Central and southern Queensland are in the grip of a heatwave, which is expected to peak on the weekend.
The Bureau of Meteorology (BOM) said temperatures were set to soar over the next four days.
Today the mercury hit 32.3 degrees Celsius degrees in Brisbane, 34.9C in Ipswich and 37C in Blackwater.
It saw Queensland Ambulance Service paramedics respond to 17 heat-related incidents across the state.
The heat will peak on Saturday, when Brisbane's temperature is forecast to rise to 36C, with predicted peaks of 39C in Ipswich and 40C at Biloela in central Queensland.
Senior forecaster Sam Campbell said the hot nights had already started.
"It only got down to around 24 in Brisbane city overnight [Tuesday]," he said.
"It was quite humid so you throw that in with relative humidity and it actually felt more like 27 degrees throughout most of the night."
A very high fire danger is forecast for the central highlands, coalfields, the Lockyer Valley, Maranoa and Darling Downs today and tomorrow.
The Rural Fire Service's regional manager Brian Smith asked central Queenslanders to avoid any activities that could start a fire, including the use of power tools and machinery.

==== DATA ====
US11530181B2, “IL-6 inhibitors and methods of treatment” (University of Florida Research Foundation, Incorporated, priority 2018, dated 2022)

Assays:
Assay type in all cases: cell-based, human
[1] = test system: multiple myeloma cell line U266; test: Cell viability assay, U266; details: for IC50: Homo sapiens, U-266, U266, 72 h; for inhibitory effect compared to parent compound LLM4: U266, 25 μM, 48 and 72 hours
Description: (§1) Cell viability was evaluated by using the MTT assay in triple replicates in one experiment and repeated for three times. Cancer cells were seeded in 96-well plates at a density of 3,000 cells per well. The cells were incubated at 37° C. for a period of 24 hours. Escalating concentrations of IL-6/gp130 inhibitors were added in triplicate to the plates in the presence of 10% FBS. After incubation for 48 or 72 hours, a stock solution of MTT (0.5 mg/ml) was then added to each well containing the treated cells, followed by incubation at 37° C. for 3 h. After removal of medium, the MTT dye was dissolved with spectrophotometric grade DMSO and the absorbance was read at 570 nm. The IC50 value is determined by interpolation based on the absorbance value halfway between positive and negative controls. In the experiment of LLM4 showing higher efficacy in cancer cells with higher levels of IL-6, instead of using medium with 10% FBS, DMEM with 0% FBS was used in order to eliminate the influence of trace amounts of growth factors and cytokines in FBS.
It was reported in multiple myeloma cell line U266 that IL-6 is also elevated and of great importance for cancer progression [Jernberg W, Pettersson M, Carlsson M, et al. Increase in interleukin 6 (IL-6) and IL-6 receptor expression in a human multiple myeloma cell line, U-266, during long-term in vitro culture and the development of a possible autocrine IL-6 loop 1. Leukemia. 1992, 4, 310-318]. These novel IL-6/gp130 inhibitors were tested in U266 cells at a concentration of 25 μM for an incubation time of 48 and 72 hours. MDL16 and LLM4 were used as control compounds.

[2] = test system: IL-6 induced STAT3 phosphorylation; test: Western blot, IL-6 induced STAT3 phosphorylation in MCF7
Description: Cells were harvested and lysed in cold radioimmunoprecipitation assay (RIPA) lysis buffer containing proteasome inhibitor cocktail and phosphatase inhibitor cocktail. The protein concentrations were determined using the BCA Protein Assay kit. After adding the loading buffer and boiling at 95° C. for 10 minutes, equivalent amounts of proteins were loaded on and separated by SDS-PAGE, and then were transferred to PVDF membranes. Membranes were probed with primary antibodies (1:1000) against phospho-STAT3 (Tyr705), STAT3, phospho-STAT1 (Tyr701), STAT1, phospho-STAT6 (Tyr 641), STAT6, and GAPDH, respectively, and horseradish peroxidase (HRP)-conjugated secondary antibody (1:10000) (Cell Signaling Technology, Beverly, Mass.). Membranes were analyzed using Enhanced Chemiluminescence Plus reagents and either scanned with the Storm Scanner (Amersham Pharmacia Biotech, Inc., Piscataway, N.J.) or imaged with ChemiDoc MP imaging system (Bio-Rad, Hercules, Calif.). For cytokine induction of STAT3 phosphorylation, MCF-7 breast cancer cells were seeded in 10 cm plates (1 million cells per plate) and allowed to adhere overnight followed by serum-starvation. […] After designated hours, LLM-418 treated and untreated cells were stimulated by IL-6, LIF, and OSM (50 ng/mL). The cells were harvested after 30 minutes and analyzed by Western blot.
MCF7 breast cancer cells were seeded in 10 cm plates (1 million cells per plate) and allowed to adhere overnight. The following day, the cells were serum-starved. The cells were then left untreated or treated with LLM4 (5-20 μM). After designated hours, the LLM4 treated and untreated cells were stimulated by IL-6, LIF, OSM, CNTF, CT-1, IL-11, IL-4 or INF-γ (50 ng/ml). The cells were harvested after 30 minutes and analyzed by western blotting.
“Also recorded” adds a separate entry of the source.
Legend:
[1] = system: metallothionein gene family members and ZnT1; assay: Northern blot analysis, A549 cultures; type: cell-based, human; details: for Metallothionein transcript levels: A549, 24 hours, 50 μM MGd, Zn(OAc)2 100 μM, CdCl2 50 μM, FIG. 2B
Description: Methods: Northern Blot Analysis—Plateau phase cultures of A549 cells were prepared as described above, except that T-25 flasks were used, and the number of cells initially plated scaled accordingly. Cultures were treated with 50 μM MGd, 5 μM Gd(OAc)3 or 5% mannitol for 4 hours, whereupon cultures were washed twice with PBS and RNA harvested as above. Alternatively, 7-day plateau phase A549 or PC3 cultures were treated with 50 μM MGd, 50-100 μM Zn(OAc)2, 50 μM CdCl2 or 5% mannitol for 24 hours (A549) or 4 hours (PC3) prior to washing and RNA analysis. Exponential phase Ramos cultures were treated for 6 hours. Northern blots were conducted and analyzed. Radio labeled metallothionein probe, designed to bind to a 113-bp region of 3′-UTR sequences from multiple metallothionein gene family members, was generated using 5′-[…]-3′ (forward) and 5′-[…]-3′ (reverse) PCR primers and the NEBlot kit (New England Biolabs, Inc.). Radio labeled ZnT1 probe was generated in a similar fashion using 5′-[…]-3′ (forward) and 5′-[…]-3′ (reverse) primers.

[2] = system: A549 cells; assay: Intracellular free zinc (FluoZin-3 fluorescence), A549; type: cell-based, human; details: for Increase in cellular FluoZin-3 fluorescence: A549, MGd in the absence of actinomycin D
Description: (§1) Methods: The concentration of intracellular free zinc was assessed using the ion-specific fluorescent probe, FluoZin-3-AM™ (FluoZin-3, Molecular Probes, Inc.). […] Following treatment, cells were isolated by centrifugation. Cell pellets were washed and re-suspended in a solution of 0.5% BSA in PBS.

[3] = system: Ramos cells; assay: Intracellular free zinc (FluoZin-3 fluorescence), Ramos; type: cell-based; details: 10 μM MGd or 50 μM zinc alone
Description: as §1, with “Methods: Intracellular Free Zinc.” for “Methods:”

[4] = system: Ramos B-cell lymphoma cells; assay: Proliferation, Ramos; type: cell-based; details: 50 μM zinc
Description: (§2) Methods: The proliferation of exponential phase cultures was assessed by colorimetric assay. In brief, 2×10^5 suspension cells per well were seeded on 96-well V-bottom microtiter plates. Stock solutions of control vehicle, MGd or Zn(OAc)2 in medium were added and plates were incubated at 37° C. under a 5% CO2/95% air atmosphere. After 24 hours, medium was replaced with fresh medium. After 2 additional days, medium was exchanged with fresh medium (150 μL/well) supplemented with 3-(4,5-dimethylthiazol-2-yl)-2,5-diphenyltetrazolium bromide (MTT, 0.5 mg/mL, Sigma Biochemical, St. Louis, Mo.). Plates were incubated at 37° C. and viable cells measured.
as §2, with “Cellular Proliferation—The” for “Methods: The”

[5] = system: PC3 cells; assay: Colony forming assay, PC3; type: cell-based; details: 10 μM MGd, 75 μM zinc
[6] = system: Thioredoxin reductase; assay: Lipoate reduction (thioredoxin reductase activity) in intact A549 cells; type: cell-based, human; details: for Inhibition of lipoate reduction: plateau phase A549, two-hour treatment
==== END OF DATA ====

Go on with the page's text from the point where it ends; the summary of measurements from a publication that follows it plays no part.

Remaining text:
"We also encourage everyone to limit the use of fire if possible," he said.
Heatwaves are defined as three or more days of high maximum and minimum temperatures that are unusual for the location.
A heatwaves ends when the mercury falls to more normal levels.
A warning has also been issued to large parts of NSW, where the temperature could hit 40C in Sydney today.
Watch for signs of dehydration, check on neighbours: QAS
Heat illness expert Dr Liz Hannah, from the Climate and Health Alliance, said international data showed that there were five times more extreme heat days than extreme cold days.
"Australia really has to get very sensible about understanding heat and protecting ourselves," she said.
"Probably changing things like expectations that people should continue working out in the heat and being more flexible.
"We don't really productivity to stop but we can't risk people's health."
She said people would cope better with the heat if they had good cardio-respiratory fitness, as blood vessels dilate when the body heats up and the heart has to work harder.
"Your heart has to push a lot harder and beat a lot faster to spread the blood around," she said.
"If the heart is weak, then you can go into heart failure.
"What we find is as it heats up, heat deaths and people who flock into emergency [departments], that really spikes up, definitely after a few days of hot weather."
QAS director of patient safety Tony Hucker said people will need to keep up their fluids, wear cool clothing, and keep out of the sun.
Signs of dehydration will include dark urine, headaches, abnormal behaviour, nausea and vomiting.
"Heat-related illnesses can sneak up on you when you really don't expect it," he said.
"If you've got elderly neighbours it's really nice to just go and knock on the door and make sure they're okay."ABC